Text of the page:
Like, if I were to pretend as a joke that I don’t understand why Macklemore was hailed as the first or most prominent artist to speak out against homophobia the same goddamn year Frank Ocean comes out, Jay-Z releases a statement of support for it and Angel Haze continues speaking about her experiences within the spectrums of gender and sexuality on her mixtapes (to name just a few notable moves in 2012), the punchline would of course be that I absolutely understand why that’s the case and am pretending to not know for the sake of the joke
Do you want to take a stab at how that joke would end
"Girls have to fight against a lot of the same stuff we did growing up…peer pressure, exploitation, etc. But what worries me the most is this trend that caring about something isn’t cool. That it’s better to comment on something than to commit to it. That it’s so much cooler to be unmotivated and indifferent. Our culture can get so snarky and ironic sometimes and we kind of wanted Smart Girls to celebrate the opposite of that."
Amy Poehler, on empowering you girl thru her web-series, “Smart Girls At The Party.” (via camewiththeframe)
from “The Brief Wondrous Life of Oscar Wao” by Junot Diaz
Our hero was not one of those Dominican cats everybody’s always going on about—he wasn’t no home-run hitter or fly bachatero, not a playboy with a million hots on his jock.
And except for one period early in his life, dude never had much luck with the females (how very un-Dominican of him).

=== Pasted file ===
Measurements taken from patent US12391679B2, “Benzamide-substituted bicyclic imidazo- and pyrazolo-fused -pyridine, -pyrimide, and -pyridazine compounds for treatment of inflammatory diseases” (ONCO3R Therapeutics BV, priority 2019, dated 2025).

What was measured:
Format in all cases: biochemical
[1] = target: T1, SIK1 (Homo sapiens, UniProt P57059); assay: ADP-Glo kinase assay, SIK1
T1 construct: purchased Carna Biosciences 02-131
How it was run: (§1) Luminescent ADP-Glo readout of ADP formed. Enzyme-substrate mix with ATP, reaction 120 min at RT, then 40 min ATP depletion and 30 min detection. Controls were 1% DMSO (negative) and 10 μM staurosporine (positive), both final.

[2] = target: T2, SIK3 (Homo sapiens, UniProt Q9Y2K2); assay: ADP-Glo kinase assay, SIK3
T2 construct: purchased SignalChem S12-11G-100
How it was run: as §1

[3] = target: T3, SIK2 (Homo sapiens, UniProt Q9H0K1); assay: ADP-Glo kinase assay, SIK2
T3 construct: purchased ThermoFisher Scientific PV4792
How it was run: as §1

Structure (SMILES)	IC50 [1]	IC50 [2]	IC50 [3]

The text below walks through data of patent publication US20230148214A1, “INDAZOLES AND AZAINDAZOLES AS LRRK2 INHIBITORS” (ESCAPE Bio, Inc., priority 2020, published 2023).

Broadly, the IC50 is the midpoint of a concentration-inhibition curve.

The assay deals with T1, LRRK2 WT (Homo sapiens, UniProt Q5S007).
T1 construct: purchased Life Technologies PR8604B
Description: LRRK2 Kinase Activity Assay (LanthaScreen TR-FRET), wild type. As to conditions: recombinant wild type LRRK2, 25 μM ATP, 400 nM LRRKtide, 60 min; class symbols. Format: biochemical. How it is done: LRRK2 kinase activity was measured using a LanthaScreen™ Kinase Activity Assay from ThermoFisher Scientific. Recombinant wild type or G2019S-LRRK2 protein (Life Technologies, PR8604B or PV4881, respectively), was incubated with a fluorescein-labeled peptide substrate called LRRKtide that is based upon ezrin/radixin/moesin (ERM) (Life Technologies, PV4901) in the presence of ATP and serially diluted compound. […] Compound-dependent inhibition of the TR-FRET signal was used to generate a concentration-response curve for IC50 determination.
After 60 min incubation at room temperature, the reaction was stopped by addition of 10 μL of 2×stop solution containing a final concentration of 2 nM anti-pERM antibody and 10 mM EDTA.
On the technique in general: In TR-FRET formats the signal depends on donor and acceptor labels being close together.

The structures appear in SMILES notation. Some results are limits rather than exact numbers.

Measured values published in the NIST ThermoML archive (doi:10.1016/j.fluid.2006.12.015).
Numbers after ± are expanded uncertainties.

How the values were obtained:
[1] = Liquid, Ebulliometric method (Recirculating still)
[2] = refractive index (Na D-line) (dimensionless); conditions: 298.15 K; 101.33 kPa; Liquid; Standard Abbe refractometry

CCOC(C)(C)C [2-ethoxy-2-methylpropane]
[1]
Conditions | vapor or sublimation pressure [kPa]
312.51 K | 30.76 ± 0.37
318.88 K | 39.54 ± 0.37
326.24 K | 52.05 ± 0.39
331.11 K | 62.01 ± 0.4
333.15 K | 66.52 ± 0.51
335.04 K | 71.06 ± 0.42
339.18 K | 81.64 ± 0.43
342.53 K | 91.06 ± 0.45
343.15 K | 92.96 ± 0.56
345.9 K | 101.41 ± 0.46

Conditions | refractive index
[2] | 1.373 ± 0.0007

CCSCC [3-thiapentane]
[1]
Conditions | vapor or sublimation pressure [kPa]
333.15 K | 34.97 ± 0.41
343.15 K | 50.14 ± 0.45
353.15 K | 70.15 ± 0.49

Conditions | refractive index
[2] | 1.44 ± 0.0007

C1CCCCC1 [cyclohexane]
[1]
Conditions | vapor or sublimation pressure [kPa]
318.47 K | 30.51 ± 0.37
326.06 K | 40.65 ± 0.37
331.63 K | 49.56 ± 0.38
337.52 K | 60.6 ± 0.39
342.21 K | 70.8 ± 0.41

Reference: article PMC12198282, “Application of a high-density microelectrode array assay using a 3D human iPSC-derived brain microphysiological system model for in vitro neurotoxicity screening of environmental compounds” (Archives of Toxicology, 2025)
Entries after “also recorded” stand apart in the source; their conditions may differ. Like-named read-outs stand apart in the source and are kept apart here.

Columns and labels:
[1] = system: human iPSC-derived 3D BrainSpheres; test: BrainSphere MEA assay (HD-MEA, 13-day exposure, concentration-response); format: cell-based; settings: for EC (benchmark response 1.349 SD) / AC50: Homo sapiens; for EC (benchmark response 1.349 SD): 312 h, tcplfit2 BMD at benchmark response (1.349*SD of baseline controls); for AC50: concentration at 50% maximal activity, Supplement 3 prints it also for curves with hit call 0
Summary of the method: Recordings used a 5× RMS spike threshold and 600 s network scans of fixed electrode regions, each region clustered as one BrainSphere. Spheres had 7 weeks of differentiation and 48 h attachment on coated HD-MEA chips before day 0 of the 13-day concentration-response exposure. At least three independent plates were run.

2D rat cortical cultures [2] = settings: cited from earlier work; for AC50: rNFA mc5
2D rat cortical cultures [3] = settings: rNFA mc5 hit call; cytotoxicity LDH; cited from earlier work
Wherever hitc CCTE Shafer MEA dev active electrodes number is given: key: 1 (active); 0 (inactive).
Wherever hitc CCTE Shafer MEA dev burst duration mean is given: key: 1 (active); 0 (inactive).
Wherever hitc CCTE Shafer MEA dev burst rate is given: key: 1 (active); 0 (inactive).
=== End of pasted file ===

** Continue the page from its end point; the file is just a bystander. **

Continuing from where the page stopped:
He was seven then.
In those blessed days of his youth, Oscar was something of a Casanova. One of those preschool loverboys who was always trying to kiss the girls, always coming up behind them during a merengue and giving them the pelvic pump, the first nigger to learn the perrito and the one who danced it any chance he got. Because in those days he was (still) a ‘normal’ Dominican boy raised in a ‘typical’ Dominican family, his nascent pimp-liness was encouraged by blood and friends alike. During parties—and there were many parties in those long-ago seventies days, before Washington Heights was Washington Heights, before the Bergenline became a straight shot of Spanish for almost a hundred blocks—some drunk relative inevitably pushed Oscar onto some little girl and then everyone would howl as boy and girl approximated the hip-motism of the adults.
You should have seen him, his mother sighed in her Last Days. He was our little Porfirio Rubirosa.